On March 10 at Yale Law School, the #1 ranked law school in the United States, over 100 students disrupted a debate, ironically, about a recent First Amendment case. The Yale Federalist Society for Law & Public Policy Studies had invited U.S. Supreme Court litigators Kristen Waggoner and Monica Miller to discuss briefs they filed in Uzuegbunam v. Preczewski, on behalf of their clients, Alliance Defending Freedom and American Humanist Society, respectively. But the protestors attempted to drown out the event before it even began, even though the organizers had planned a time for questions and answers at the end. Such disorder at law schools has dire consequences for the quality of legal education, the future of the legal profession, order in the courts, and the rule of law.
The future lawyers claimed their words and behavior constituted “their form of ‘free speech.’” But these law students shouted to Waggoner that they would “literally fight you” and “hurt you.” Protesters also grabbed fellow law students and “pounded on classroom walls.”
These law students should pay closer attention in constitutional law class. True threats, fighting words, incitement to imminent disorder, and lawless action are not protected free speech under the First Amendment. Freedom of speech, Professor Erwin Chemerinsky explained, does not include the so-called heckler’s veto or a right to shout down others and prevent them from being heard. Clearly, schools do have the power to discipline students who express true threats of intent to harm, actual disruption, or a feasible disruption.
Protesting at events is disruptive to law students who are interested in learning how to advocate and find opportunities for peaceful resolutions of disputes. Disruptions, like the one at Yale Law, deprive students—the other attendees, as well as the protesters themselves—of an opportunity to learn.
And are these law students even interested in becoming part of the legal profession? A good legal education goes beyond critical thinking about substance. Former Chief Justice Warren Burger told law school administrators: “[L]awyers who know how to think but have not learned how to behave are [a] menace and a liability, not an asset, to the administration of justice.”
Practicing attorneys are subject to higher standards of conduct for their words and behavior than members of the public. An attorney is an officer of the court and a representative of the rule of law. To become a practicing lawyer, every state and D.C. requires a character and fitness application. As one bar preparation organization BARBRI advises, “Before entering the bar application process, or law school, make sure nothing you present publicly would question your character. Your social media presence should not raise any concerns about your character, professionalism, integrity, or overall fitness to join the legal community.” Video of this incident, unfortunately, is available all over social media and has attracted the attention of federal judges.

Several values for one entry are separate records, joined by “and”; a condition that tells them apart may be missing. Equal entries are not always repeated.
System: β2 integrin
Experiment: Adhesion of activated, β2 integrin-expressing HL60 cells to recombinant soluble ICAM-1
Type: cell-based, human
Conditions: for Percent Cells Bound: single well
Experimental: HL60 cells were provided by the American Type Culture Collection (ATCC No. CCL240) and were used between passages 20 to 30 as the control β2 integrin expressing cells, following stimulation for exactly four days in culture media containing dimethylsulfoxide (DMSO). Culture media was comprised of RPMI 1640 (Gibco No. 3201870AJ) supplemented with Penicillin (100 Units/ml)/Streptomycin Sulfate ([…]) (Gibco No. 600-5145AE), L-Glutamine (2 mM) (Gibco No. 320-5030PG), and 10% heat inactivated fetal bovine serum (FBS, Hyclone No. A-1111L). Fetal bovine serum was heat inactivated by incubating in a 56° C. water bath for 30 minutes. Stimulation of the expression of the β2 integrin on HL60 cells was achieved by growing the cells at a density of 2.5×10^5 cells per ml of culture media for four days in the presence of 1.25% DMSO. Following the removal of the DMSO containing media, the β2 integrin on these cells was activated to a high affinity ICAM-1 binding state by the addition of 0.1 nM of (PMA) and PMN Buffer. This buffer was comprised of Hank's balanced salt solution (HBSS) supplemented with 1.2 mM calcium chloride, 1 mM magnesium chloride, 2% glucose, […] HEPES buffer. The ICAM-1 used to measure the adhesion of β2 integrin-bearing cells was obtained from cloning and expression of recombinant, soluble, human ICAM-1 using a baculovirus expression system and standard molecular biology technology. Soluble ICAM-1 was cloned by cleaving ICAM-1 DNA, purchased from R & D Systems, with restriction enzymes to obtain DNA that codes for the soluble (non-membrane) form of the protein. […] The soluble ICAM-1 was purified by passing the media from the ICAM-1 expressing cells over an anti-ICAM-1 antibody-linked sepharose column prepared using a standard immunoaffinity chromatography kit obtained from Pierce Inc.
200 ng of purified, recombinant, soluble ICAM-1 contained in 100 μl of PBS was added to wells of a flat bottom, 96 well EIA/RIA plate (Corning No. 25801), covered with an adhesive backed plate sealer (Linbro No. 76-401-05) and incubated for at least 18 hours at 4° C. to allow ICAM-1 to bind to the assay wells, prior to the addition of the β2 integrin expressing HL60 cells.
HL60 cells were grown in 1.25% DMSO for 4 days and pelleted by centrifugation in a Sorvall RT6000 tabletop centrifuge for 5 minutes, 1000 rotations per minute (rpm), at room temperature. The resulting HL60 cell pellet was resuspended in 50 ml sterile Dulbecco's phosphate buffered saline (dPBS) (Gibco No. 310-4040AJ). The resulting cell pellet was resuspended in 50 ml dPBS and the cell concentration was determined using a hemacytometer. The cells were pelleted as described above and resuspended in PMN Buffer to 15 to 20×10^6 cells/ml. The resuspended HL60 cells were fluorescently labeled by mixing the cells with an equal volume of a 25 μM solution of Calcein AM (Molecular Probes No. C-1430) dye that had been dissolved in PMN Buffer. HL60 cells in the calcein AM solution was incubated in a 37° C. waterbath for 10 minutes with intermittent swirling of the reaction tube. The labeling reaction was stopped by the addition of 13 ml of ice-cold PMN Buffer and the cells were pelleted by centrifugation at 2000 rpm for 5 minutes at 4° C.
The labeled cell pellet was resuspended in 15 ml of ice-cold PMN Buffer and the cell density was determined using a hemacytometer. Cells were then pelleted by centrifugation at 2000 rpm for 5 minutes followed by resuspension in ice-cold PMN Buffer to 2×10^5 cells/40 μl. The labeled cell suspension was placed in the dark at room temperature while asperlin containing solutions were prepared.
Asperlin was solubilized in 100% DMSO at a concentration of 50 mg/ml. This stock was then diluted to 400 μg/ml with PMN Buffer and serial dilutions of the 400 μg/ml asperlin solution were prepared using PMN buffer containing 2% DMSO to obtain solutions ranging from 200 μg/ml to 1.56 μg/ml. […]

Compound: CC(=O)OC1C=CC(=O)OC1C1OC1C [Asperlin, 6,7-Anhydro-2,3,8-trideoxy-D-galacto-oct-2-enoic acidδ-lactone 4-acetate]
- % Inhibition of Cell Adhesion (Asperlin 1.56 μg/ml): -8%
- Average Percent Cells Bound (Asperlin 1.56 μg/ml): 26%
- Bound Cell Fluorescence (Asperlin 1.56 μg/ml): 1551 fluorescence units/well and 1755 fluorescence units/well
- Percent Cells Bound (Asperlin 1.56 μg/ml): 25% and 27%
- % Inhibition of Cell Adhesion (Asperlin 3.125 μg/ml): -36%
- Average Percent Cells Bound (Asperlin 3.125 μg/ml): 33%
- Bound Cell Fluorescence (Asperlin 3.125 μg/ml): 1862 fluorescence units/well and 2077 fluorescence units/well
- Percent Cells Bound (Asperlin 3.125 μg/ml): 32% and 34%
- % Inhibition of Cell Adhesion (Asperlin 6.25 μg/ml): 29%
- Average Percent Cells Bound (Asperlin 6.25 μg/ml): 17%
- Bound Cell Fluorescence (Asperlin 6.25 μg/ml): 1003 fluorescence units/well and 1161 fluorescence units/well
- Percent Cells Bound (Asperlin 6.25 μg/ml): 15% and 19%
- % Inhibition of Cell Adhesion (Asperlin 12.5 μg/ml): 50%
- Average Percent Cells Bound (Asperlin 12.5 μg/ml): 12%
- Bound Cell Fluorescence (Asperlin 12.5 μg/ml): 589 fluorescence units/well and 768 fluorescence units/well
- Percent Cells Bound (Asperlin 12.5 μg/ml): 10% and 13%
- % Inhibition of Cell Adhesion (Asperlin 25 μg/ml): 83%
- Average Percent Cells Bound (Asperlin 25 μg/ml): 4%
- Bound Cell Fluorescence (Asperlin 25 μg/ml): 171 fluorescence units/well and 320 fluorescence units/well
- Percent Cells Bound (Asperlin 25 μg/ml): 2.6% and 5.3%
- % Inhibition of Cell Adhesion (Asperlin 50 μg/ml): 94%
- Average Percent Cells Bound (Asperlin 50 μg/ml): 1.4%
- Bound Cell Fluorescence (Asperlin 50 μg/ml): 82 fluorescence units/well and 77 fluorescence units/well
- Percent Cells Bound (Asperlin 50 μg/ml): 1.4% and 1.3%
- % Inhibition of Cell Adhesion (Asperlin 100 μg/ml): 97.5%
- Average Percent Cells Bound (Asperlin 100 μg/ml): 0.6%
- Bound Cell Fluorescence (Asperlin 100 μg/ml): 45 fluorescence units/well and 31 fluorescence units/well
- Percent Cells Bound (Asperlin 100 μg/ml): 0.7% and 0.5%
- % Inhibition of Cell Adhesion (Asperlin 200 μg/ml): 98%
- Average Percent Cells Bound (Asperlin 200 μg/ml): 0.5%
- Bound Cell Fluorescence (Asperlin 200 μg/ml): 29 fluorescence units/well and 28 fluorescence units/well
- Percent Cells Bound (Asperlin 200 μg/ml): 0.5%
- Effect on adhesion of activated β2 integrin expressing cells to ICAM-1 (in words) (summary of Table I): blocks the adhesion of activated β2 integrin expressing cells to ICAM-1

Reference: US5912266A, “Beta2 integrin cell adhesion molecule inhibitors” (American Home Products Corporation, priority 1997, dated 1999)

Once admitted to a bar, a lawyer must continue to comply with a code of conduct. The American Bar Association’s Model Rules of Professional Conduct state that lawyers shall not “embarrass, delay, or burden a third person”, must have “fairness to opposing party counsel”, and prohibit “conduct intended to disrupt.” Furthermore, the job of the lawyer is to interpret the facts and law to represent a client, not to “state a personal opinion as to the justness of a cause.” Model Rules state that “professional, courteous and civil attitude toward all persons involved in the legal system.” Use of profanities does subject lawyers to discipline. The law students had shouted “b___” to a lawyer and “F___!” to the student organization sponsoring the event. They raised their middle fingers to the law professor who was moderating the event and trying to gavel down the interrupting law students. The protesting students chanted “Shame! Shame!”
Lawyers who curse, name-call, insult, and threaten physical violence to other lawyers—in recent disciplinary actions in states like Connecticut, California, Florida, New Mexico, and Texas—have been sanctioned with monetary fees, contempt of court, suspension from practice of law, and even with jail time for violating state legal disciplinary codes.
If these future lawyers can’t listen to members of the bar discuss a case in the classroom, are they able to sit and listen at an opposing counsel’s table? The legal profession also recognizes a duty to provide counsel, even to unpopular clients. Civil rights lawyer Denise Lieberman explained, “If lawyers are vilified for accepting unpopular clients, then those most in need of representation might find it impossible to obtain counsel.” What is really a shame is that the future leaders of the legal profession think that such conduct is acceptable.
Maya Noronha is a visiting fellow at the Independent Women’s Law Center. She is a civil rights lawyer and was former current development editor of the Georgetown Journal of Legal Ethics.